Manduca sexta sexta
man-DOO-kuhmm SEX-tuh
Butler, 1877
The Carolina Sphinx

Manduca sexta sexta, fifth instar on moonflower (Datura innoxia), London, Ontario,
September 1, 2008, courtesy of Jack P. Brooks.

This site has been created by Bill Oehlke at
Comments, suggestions and/or additional information are welcomed by Bill.


Family: Sphingidae, Latreille, 1802
Subfamily: Sphinginae, Latreille, [1802]
Tribe: Sphingini, Latreille, 1802
Genus: Manduca Hubner, 1807 ...........
Species: sexta sexta Butler, 1877


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Manduca sexta is an irregular migrant to southern Ontario. It may become more common if winters become progressively warmer.

Jack writes, September, 1, 2008, "I cannot positively identify this caterpillar and I'm hoping you can. I found it today on my Datura innoxia, plant. I think it might be a type of Manduca quinquemaculatus moth. I'm a little concerned for it, because I live in London, Ontario, and do not know the cycle of this magnificent critter. I don't know if it will do all its thing before the frost and hopefully it'll go South and come back next year."

I replied, "That is a Manduca sexta larva, a close relative of Manduca quinquemaculatus. Note the red horn, typical of sexta. Quinquemaculatus is similar but has a black horn.

"It is unusual for sexta to be so far north, but they have been seen in southern Ontario before. Caterpillar will tunnel underground when it is done feeding and will pupate in a subterranean chamber and emerge in three to four weeks (unlikely) or will more likely spend the winter underground in a dormant stage and then emerge as adult moth in late spring - early summer. I would like permission to post your larva image with credit to you on the Ontario page?"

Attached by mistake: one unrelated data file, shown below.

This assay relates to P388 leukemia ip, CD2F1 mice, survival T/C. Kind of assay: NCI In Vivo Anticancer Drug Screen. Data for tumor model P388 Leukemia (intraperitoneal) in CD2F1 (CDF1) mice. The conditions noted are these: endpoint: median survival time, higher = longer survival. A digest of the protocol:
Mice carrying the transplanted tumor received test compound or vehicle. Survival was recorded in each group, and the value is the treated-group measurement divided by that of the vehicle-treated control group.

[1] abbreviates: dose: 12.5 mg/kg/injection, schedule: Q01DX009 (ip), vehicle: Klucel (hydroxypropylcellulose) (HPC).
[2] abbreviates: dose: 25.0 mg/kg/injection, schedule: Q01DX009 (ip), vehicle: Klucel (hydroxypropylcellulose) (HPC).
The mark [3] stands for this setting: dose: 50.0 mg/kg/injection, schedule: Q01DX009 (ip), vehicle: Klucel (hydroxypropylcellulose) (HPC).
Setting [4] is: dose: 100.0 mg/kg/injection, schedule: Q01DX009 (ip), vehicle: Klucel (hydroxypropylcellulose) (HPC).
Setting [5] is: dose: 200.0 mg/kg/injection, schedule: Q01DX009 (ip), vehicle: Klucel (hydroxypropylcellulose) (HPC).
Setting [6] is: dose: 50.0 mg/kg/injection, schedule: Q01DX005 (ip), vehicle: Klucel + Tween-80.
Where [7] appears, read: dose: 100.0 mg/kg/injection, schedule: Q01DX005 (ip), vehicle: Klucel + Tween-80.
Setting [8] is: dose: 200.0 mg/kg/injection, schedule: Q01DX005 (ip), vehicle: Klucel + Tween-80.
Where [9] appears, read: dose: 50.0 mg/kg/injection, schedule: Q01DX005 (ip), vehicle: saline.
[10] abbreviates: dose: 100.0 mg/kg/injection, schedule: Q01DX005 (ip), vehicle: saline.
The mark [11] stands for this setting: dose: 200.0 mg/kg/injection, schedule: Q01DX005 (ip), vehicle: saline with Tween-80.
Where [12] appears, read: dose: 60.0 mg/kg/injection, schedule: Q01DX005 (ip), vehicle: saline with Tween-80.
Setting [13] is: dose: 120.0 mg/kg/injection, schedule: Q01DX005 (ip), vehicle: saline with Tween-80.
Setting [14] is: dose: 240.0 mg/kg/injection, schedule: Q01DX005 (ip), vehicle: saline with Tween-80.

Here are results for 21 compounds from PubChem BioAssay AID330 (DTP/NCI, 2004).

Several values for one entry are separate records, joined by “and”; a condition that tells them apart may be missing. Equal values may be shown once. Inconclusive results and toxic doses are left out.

Jack responds, September 2, 2008, "I'd be happy if you posted that picture, and today I found another one. I have to tell you all of this story now. My Datura plant was getting too big, so I pulled a lot of them out by the roots and put them in my trailer to dispose of later, but, when I started to clean them out, I found the one, and today I went out to clean the rest out. While watching for these magnificent critters, I found another one. Now those Datura were pretty dry in my trailer, because they've been in there for about a week or more and so what I did was move the twigs or branches that they were attached to back to the main plant and just wedged them in so they'd hopefully move off onto the live plant. I went out this morning to check and the one I placed there yesterday is still sitting in the same place. Is there anything I can do, and do you want me to take a picture of both of them together?"

"I have posted a link to your image from the Ontario page at Link is in the sightings list and also from the Manduca sexta species file. It would be great to get picture of them together."

Jack took his camera on a hunt and writes, "After I wrote you the last email, I went out in the yard to photograph the two of them together, and the one I just put out there is nowhere to be found. It must be hiding somewhere and may be territorial. I don't know that much about them as I just discovered them, but believe me I'll be doing my research now, how exciting. Anyway, while I was out looking for the other one, I found this one and it appears much more mature than the other two."

Manduca sexta sexta, fifth instar on moonflower (Datura innoxia), London, Ontario,
September 2, 2008, courtesy of Jack P. Brooks.

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